Go big AND go home.

I’ve been weaving another large coverlet project.


Weaving on that big scale was something I hadn’t done in months and months.  I was afraid that going back to big weaving after all the tiny little bands (have I mentioned the tiny little bands….


(I might be quite obsessed)…anyway, I worried it would feel strange after so long away but when I sat down and threw that first long shot across the race, I actually felt my whole body relax.  It was like coming home.  They say you have to go big or go home but not this time.  And I’m going home in another way too.  A week from now, I will be reveling in my yearly pilgrimage to the Maryland Sheep and Wool Festival.  This will be my 18th consecutive year at the Festival and while there have been small changes over the years and while it’s certainly grown, the essence of the Festival is exactly the same.  Slipping inside the Fairgrounds is as familiar and comfortable as sliding into a favorite chair.  I will see incredibly special friends AND baby sheep!  Nothing could be better.

I recently wrote a little letter as the President of my Guild that was about spring and sheep and growth and since it seems appropriate here too, I thought I’d share:

Spring has sprung and sheep are in the air…ok, that’s ridiculous, I know. Anyone else have an image of flying sheep from Monty Python in their head now? Still, I really mean it. It’s not the lovely aroma of flowers (or the curtain of sickly yellow pollen) that fills the air for me in spring, it’s the lovely sound of little lambs voicing their surprise at suddenly finding themselves in this amazingly vibrant green world. I love baby sheep and the whole beautiful new birth and growth that spring brings.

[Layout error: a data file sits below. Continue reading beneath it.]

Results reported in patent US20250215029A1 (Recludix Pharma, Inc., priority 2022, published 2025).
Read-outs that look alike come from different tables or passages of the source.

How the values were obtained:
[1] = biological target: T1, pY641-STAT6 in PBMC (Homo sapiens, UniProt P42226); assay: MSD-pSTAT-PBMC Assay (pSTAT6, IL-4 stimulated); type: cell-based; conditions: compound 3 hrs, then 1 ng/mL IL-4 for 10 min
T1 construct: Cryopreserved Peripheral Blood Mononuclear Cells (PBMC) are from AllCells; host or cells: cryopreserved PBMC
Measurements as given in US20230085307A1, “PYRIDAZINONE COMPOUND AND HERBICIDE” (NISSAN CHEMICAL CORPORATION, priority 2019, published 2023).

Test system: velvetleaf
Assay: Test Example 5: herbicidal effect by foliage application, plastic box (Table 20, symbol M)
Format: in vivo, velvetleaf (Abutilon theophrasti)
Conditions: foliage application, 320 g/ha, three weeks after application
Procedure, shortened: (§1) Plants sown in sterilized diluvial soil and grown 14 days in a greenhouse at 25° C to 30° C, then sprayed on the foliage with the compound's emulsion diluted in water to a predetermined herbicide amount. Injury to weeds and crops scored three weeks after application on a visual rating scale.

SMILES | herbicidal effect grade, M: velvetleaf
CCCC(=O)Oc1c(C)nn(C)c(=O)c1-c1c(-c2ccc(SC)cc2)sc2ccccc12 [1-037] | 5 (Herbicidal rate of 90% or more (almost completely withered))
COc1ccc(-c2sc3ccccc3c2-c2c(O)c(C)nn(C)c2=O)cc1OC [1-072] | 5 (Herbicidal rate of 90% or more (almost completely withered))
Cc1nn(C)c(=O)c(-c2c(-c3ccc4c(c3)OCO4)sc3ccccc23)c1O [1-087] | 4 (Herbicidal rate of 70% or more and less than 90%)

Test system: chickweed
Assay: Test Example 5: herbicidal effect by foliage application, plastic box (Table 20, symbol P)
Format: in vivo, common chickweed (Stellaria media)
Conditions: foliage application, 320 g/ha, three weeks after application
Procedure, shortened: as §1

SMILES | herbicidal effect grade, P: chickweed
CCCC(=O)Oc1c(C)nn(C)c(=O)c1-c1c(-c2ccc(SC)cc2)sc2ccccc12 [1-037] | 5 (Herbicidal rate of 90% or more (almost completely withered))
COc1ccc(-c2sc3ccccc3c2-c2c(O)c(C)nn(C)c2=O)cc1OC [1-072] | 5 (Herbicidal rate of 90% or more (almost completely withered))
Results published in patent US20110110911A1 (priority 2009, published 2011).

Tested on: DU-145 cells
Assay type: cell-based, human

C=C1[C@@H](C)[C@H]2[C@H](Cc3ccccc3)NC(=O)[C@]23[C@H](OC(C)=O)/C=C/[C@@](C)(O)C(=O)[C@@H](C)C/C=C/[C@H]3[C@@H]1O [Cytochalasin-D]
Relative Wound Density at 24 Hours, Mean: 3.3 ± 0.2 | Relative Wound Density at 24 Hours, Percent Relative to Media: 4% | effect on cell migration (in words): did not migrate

I just finished a book that explored the impossible path that a seed takes to becoming a tree (trust me it was way more interesting than it sounds) and, especially in this season, I’m amazed at how resilient plants are at spreading and growing when there is so much working against them. That was really the theme of the book because the author, as a female scientist, has had a lot working against her career as well, but she can still write with such joy about her growth and even her love of teaching others. She says, “Researchers generally love their calling to excess and delight in nothing better than teaching others to love it also; as with all creatures driven by love, we can’t help but breed.”

We may not face the obstacles that little lambs or tiny seedlings face as they try to grow and thrive in this world, but as fiber folks who also love our “calling to excess”, we certainly relate to the idea of “breeding” — wanting knowledge and joy of the craft to spread and thrive.

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